43 F.3d 135
63 USLW 2511
UNITED STATES of America, Plaintiff-Appellee,
Hilry HUCKABY, III, Defendant-Appellant.
United States Court of Appeals,
Jan. 12, 1995.
A.M. Stroud, III, Blanchard, Walker, O’Quin & Roberts, Donald R. Miller, Robert E. Piper, Jr., Piper & Associates, Shreveport, LA, for appellant.
Josette L. Cassiere, Asst. U.S. Atty., Michael D. Skinner, U.S. Atty., William J. Flananga, Asst. U.S. Atty., Shreveport, LA, for appellee.
Appeal from the United States District Court for the Western District of Louisiana.
Before DAVIS, JONES and EMILIO M. GARZA, Circuit Judges.
EDITH H. JONES, Circuit Judge:
The principal question in this case is whether the district court correctly made available to the public among the records of this criminal prosecution the presentence report (PSIR) prepared on appellant Huckaby. Although the federal rules now mandate that the presentence report be disclosed to the defendant and his attorney, the report is ordinarily kept confidential to protect the sentencing process, the defendant’s privacy interest, and those people who have cooperated with criminal investigations. No statute or rule, however, requires that presentence reports remain confidential after the sentencing hearing has occurred; information contained in the PSIR is often divulged at sentencing hearings. The interests of justice counsel that before any such reports be made public, the court find compelling, particularized circumstances that outweigh the noted interests in non-disclosure. In this case, the trial court concluded that such compelling circumstances exist. We agree with his findings, and affirm his extraordinary order.1 Appellant’s other contentions relating to his sentence and conviction lack merit.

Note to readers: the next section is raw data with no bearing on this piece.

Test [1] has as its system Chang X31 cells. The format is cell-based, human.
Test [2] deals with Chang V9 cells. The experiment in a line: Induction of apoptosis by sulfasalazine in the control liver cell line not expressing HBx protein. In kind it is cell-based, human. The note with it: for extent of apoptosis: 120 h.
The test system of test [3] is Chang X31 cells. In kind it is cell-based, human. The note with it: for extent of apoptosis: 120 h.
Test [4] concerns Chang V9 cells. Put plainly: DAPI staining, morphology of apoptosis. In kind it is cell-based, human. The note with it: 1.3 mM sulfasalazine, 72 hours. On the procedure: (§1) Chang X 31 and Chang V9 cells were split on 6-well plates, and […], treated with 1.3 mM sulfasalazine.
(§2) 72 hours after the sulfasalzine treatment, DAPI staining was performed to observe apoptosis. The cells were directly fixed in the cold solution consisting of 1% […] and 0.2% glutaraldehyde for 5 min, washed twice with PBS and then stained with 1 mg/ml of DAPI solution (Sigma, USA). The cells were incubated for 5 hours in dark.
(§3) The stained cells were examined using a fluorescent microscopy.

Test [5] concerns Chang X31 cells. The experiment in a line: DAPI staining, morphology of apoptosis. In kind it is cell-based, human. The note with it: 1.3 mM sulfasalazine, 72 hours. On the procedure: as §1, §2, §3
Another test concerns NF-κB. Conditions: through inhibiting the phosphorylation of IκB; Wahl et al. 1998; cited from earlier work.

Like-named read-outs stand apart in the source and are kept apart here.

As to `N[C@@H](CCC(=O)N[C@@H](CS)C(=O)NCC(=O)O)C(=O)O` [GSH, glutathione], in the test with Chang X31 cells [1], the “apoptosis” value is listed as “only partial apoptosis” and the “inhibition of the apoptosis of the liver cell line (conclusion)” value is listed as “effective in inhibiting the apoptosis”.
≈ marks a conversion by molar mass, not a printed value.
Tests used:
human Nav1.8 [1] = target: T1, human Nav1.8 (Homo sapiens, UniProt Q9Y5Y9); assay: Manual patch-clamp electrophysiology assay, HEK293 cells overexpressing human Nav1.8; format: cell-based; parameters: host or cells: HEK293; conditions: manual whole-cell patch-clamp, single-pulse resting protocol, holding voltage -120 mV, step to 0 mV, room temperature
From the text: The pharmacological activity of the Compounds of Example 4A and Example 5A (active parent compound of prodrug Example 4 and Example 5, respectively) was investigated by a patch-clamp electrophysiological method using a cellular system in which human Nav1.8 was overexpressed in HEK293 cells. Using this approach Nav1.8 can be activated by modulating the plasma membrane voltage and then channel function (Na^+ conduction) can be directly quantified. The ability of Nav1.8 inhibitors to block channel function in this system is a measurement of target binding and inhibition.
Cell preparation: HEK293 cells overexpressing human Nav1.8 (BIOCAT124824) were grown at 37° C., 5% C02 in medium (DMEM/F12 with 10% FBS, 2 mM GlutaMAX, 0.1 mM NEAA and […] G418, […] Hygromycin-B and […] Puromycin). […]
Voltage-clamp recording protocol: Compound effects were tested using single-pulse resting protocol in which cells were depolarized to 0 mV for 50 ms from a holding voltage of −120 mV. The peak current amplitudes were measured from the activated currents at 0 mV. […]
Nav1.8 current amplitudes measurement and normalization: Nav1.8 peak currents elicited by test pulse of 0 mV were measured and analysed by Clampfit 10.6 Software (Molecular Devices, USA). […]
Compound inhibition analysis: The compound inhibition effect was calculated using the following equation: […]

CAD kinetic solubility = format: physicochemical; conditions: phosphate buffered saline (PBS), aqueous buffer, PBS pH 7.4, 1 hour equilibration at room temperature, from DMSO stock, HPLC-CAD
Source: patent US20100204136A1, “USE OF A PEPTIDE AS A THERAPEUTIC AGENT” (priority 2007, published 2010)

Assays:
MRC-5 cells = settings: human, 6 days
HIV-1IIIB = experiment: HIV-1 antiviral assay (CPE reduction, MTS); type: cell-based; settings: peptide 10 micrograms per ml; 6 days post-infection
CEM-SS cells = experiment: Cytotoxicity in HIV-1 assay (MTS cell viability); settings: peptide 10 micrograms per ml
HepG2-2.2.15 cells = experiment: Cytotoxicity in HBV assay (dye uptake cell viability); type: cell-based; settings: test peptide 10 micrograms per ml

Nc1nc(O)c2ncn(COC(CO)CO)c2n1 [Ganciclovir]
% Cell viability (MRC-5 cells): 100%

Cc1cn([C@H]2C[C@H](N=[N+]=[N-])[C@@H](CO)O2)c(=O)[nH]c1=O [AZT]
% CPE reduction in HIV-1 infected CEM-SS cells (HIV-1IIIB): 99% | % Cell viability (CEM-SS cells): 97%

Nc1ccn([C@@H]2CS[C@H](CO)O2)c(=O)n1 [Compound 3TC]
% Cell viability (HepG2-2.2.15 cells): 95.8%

Appellant Huckaby, currently a state district judge in Louisiana, came under investigation for income tax evasion. He was charged in an information filed June 29, 1994, with one misdemeanor count of failing to file an income tax return for calendar year 1987, in violation of 26 U.S.C. Sec. 7203. The next day, Huckaby and the United States filed a proposed plea agreement in which Huckaby would plead guilty in exchange for the government’s agreement not to prosecute him for any other tax offense of which it then knew. The district court refused to accept the plea agreement. Huckaby then pled guilty to the information.
In a lengthy PSIR, the probation office concluded that Huckaby had not filed any timely federal income tax returns for nearly twelve years, that he had similarly failed to file timely returns for his law practice, and that he had not filed tax returns to the state of Louisiana for much of this period. He persuaded the City of Shreveport, Louisiana, which he earlier served as a councilman, not to withhold income tax on his salary. When pressed by the IRS, he filed returns on some occasions. His financial records were in disarray, however, making the computation of unpaid taxes difficult. Nevertheless, as reflected on the PSIR, the Internal Revenue Service estimated the total taxes owed by Huckaby for tax years 1981 through 1992 as being $146,311.25, exclusive of penalties and interest.